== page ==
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International Law   Tags: conventions, fcil, international law, treaties  

A selective guide to international law resources at the WMU-Cooley Law School libraries
Last Updated: Jul 28, 2017 URL: Print Guide RSS Updates

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International Law: Guide Outline

I.    Hornbooks & Nutshells

II.    Reference Works

III.   Guides

IV.   Treatises

V.    Electronic Books

VI.   Journals

VII.  Databases

VIII. Internet Resources

IX.   Microform


International Law Prof Blog

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International Law: Guide Introduction

Resources available at the  Western Michigan University-Cooley Law School libraries on the subject of International Law cover virtually every nation and almost 100 sub-topics. This guide is intended as a starting point for performing basic research in International Law.

The guide is organized according to the topics listed to the left, in the guide outline. 

In the sections of the guide focusing on print materials, the location provides the call number for a work. Clicking on the title takes a user to the relevant entry in the catalog. Where possible, guide sections about statutes link to the appropriate law. Please be advised that the source location linked to this guide refer only to the most current edition owned by the  WMU-Cooley Law School libraries.  Earlier editions of a work may be available at additional WMU-Cooley library locations.  A title search in the online catalog (CoolCat) may uncover additional editions and locations for a particular title.

And please contact us if you have any questions or need further guidance.


International Law: Basics

The five major sources of international law include:

  1. Case law
  2. Conventions
  3. Customs
  4. Soft Laws
  5. Treaties

International case law may include civil and criminal cases heard in a country’s national courts, the courts of treaty organizations such as the European Union’s Court of Justice, and the International Court of Justice (often called the “World Court” or ICJ).

Conventions are formal statements of principle created by international non-governing organizations. Examples of conventions to which the U.S. is signatory include the Convention against Torture and Other Cruel, Inhuman or Degrading Treatment or Punishment (Torture Convention -- U.N. High Commission for Human Rights) and the Hague Convention on the Protection of Children and Co-operation in Respect of Inter-Country Adoption (Hague Adoption Convention). Conventions are treated by nations that adopt them as law at the same level as other treaties that the country follows.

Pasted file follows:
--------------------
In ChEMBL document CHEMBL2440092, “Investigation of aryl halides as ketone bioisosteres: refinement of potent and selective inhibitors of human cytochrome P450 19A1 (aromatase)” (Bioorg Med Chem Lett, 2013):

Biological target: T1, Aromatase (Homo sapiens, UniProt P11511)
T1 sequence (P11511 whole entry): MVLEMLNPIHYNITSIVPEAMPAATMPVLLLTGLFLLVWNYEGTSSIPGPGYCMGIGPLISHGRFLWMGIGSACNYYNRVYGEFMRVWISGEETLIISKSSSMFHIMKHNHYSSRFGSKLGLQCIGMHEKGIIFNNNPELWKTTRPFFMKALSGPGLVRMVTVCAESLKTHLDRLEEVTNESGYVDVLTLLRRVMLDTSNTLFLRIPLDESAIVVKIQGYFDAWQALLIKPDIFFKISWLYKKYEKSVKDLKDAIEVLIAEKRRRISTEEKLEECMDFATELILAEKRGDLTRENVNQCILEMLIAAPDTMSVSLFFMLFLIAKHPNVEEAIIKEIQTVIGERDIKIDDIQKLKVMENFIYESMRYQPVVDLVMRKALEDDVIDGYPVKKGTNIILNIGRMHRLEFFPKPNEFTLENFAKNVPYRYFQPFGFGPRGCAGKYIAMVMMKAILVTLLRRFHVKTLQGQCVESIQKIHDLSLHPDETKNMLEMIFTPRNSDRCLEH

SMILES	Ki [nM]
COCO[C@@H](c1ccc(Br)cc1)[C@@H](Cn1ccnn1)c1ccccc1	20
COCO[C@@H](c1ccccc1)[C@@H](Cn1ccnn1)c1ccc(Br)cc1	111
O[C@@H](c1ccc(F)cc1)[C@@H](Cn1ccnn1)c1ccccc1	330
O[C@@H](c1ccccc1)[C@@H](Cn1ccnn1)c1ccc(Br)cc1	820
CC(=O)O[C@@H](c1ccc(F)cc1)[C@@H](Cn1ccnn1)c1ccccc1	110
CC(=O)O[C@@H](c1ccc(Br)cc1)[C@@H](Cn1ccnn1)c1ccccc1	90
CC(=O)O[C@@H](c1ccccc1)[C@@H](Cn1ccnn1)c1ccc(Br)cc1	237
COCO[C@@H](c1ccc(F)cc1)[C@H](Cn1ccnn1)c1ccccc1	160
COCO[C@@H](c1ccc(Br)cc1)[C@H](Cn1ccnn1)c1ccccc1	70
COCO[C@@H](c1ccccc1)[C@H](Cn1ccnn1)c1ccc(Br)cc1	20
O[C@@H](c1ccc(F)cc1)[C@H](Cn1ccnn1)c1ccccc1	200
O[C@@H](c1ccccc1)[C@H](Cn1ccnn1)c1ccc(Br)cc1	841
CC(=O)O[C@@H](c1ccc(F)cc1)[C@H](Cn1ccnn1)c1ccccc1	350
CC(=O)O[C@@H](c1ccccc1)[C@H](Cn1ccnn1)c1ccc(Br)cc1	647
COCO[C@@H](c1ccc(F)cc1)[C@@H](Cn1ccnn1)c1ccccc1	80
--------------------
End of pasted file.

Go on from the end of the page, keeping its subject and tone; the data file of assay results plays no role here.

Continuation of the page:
Customs (or Customary Laws) refer to those legal norms or established practices within and between States which have not been formally written but are depended upon by those nations who have adopted the custom. The legal obligations accepted by States as customary law are generally seen as mutually beneficial among nations following that custom. Those customary laws which have been accepted by all or most nations (e.g.: prohibitions against slavery) can become Peremptory Norms (also known as Jus Cogens) which can be changed only by another norm of equal acceptance.

Soft Laws refer to commitments made through negotiations but which are not legally binding. Resolutions and declarations of principle are forms of soft law.  Soft law does set standards which can evolve into a binding legal instrument.

Treaties are agreements between nations and serve many purposes. Treaties may codify customary law, define national boundaries and set trade limits.

International law also includes laws between nations, laws pertaining to international business transactions, laws relating to the operations of non-governmental organizations (NGOs), and the laws of regional treaty organizations and governing bodies. Numerous books and journals in the Cooley libraries cover topics such as the U.S. federal government’s relations with other nations, aspects of other nations’ laws, and the work of non-government organizations.

The Cooley law libraries have an extensive microform collection, including a long run of treaties and executive agreements that the United States has made with foreign nations and treaty organizations.

Immigration law is not covered in this guide because, although immigration law impacts international rights and is addressed in covenants established by international organizations such as the United Nations,  it usually is part of the national law and policy of individual countries.


Author Information

This guide was authored by Michelle LaLonde-Reaume.

It was been revised and updated by Mike Bird.

Last updated 7/28/17.


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